Victims of the Imagination
I was dressing for work that morning, knotting my violet tie, when I
remembered a conversation I'd had with a colleague the day before. I
was complaining to the colleague about the type of man who plays with
trains. What a waste, I said, grown men, playing with trains. The
colleague replied that not only did grown men play with trains, but
they spent thousands of dollars on their trains, they published
magazines about their trains, they made videos of their trains that
they uploaded to the Internet, they held toy train conventions. The
colleague laughed. I didn't.
That was the end of our conversation, but now, the next morning, I was
thinking about it again. After a quick look in the mirror I headed to
work. I planned to drop off my dry cleaning, but I made a driving error
and missed the turn. I was still bothered by the type of man who plays
with trains. Since I had a load of shirts in the back seat, I circled
around and returned to the cleaners from another direction. That's when
I noticed, in a shopping center I thought I knew, the train store.
Switchback Train Shop. The colleague hadn't mentioned it though it was
only a pistol shot from our office. It's likely he didn't want to upset
me. In the window were two crossing signs. Red and yellow. What had
just been an abstraction the day before was now right in front of me.
I didn't want any trouble but the OPEN sign was a clear invitation to
enter. When I did, a train whistle sounded. The store was filled with
shelves of trains. In the back, two men were facing each other on
chairs. Add that to the list, I was thinking. Not only magazines and
videos and conventions, but early morning conversations on metal
From a blind spot, a third man appeared. He was wearing a t-shirt and
asked me if I had a son. It seemed a revoltingly personal question. I
backed up a step and turned. On the shelf in front of me was a blue and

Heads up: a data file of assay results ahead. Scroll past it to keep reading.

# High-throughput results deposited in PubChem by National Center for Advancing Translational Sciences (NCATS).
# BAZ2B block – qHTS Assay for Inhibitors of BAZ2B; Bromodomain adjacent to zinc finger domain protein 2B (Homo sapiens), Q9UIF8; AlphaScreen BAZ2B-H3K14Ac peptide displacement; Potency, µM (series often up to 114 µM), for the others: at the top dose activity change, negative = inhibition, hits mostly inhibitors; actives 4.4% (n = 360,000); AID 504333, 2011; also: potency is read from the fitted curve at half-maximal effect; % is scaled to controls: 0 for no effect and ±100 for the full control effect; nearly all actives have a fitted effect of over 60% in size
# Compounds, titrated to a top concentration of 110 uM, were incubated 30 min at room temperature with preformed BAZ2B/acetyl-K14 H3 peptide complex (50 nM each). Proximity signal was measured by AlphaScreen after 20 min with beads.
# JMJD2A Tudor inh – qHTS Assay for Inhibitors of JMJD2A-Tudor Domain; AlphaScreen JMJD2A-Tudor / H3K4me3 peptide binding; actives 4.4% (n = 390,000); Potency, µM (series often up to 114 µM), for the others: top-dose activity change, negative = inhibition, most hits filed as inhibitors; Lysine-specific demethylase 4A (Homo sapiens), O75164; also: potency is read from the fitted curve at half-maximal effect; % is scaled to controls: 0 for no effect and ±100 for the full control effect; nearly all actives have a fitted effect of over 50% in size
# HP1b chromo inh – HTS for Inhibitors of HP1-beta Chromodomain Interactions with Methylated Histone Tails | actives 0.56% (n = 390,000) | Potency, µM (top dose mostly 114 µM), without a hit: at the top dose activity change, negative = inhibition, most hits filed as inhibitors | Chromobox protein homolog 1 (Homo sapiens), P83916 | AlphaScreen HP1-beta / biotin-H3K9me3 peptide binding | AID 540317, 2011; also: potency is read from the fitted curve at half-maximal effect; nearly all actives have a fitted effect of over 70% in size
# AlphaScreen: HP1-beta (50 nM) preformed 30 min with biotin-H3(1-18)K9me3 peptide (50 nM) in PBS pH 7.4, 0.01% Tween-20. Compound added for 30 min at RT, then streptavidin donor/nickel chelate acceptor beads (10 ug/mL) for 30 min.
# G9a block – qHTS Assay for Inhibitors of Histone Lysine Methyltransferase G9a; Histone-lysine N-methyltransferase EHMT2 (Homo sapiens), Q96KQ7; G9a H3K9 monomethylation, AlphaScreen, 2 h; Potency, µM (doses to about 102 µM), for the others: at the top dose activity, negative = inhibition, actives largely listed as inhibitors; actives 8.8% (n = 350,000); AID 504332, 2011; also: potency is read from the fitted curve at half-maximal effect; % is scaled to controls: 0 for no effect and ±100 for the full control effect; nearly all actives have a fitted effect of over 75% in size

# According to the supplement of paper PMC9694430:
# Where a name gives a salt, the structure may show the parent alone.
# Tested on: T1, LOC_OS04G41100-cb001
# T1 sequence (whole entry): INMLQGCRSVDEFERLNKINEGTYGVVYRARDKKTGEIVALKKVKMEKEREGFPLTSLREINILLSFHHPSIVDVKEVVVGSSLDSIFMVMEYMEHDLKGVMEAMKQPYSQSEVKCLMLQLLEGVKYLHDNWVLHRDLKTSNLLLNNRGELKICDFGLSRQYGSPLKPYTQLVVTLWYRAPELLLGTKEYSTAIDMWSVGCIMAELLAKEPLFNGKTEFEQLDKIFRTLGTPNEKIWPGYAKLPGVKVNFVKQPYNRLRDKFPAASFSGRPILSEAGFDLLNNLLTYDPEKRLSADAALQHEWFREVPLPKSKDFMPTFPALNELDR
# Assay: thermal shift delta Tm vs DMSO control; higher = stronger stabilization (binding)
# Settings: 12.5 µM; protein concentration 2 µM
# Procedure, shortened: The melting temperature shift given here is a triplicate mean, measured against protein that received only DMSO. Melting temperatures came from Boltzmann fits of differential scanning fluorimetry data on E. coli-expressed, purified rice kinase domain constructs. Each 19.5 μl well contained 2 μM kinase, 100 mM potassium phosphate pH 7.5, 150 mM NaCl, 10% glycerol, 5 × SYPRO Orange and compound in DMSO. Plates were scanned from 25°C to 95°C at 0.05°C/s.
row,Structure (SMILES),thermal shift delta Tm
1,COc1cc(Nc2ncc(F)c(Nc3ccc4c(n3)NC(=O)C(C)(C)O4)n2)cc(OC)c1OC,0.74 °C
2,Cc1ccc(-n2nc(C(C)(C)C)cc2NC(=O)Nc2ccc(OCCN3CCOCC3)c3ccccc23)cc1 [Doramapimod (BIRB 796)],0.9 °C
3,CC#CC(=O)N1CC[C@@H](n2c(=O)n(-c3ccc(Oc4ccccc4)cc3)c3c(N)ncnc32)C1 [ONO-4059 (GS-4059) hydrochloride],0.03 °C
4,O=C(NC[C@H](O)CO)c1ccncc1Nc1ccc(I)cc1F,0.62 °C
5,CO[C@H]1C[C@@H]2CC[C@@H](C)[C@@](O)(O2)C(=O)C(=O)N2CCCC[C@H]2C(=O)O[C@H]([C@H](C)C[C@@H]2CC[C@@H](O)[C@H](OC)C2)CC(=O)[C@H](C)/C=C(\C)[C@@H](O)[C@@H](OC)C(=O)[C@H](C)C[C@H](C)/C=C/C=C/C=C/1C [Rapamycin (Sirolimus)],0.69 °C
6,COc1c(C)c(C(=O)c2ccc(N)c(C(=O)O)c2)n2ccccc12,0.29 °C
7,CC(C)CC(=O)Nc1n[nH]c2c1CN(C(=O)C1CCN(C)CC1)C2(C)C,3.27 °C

green train engine in a bright orange box. I was intuitively aware that
in the hues of my own clothing I'd completed a rainbow of colors. I was
revolted a second time.
I started thinking again about the colleague. It seemed suspicious that
he knew so much about the type of man who plays with trains. It seemed
so suspicious, in fact, that when I heard the sound of the train
whistle, signaling another customer, I fully expected that I'd turn
around and see him standing there, my colleague, dropping by the
Switchback Train Shop on his way to the office.
That's not what I saw. It was a woman. Blonde, younger than me, not
wearing a ring. The most attractive woman I'd seen all year, perhaps.
I realized I'd made a mistake. It was the second that day if you
counted the driving error. Here I was, alone in the Switchback Train
Shop with three grown men who played with trains. How could I expect
this woman not to get the wrong idea?
I needed a diversion. My impulse was to buy the place and tear it down,
but there was hardly time for that. "Thieves!" I said instead. It was a
good start. "Crooks!"
I ignored the surprised looks from the men who played with trains and
made my way out of the store, taking the woman by the arm as I passed.
She came along willingly enough but began backing away once we got
outside and I asked her why she'd come to the store in the first place.
Surely her presence there had also been a mistake. Surely there was
some connection between us that needed to be explored.
The men who played with trains observed us through the window. The
woman needed a better explanation, but all I could think to do was call
as she retreated from me, "I'm not like that!"
How hopelessly ambiguous this was. It should have been clear I wasn't
the type of man who played with trains. But what if she'd mistaken me
for a man who stumbled from place to place, randomly throwing off
rainbows like an effete god?
I'm honestly not sure which is worse. For weeks, I've been keeping my
eye on the train store, waiting for the woman to return. When I see
her, I'm going to tell her I'm not what she thinks. I'm a victim of the
imagination too. There's nothing about me to fear.
Evan Schaeffer lives in St. Louis. He has writing in or coming from Sonora Review, The Chicago Tribune,
Artful Dodge, Nanoism and others.
To link to this story directly: http://wigleaf.com/201004victims.htm
Detail of illustration on main page courtesy
of Happy Via.
w i g · l e a F